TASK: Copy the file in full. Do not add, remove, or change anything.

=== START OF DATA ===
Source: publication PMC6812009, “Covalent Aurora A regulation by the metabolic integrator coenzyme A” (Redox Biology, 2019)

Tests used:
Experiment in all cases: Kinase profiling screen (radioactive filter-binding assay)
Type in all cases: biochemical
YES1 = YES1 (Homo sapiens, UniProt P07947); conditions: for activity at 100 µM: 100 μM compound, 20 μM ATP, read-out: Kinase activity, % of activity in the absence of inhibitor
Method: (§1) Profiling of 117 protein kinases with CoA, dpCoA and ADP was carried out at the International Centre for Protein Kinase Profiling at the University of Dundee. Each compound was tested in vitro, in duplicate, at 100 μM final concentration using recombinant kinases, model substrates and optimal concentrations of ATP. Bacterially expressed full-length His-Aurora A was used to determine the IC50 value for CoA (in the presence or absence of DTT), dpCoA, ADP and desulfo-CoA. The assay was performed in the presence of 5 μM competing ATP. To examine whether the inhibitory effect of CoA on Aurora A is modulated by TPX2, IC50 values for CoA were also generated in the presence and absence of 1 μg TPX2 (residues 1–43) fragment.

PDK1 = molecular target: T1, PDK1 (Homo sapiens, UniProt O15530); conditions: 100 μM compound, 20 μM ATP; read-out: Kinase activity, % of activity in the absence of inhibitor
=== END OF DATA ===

Source: publication PMC6812009, “Covalent Aurora A regulation by the metabolic integrator coenzyme A” (Redox Biology, 2019)

Tests used:
Experiment in all cases: Kinase profiling screen (radioactive filter-binding assay)
Type in all cases: biochemical
YES1 = YES1 (Homo sapiens, UniProt P07947); conditions: for activity at 100 µM: 100 μM compound, 20 μM ATP, read-out: Kinase activity, % of activity in the absence of inhibitor
Method: (§1) Profiling of 117 protein kinases with CoA, dpCoA and ADP was carried out at the International Centre for Protein Kinase Profiling at the University of Dundee. Each compound was tested in vitro, in duplicate, at 100 μM final concentration using recombinant kinases, model substrates and optimal concentrations of ATP. Bacterially expressed full-length His-Aurora A was used to determine the IC50 value for CoA (in the presence or absence of DTT), dpCoA, ADP and desulfo-CoA. The assay was performed in the presence of 5 μM competing ATP. To examine whether the inhibitory effect of CoA on Aurora A is modulated by TPX2, IC50 values for CoA were also generated in the presence and absence of 1 μg TPX2 (residues 1–43) fragment.

PDK1 = molecular target: T1, PDK1 (Homo sapiens, UniProt O15530); conditions: 100 μM compound, 20 μM ATP; read-out: Kinase activity, % of activity in the absence of inhibitor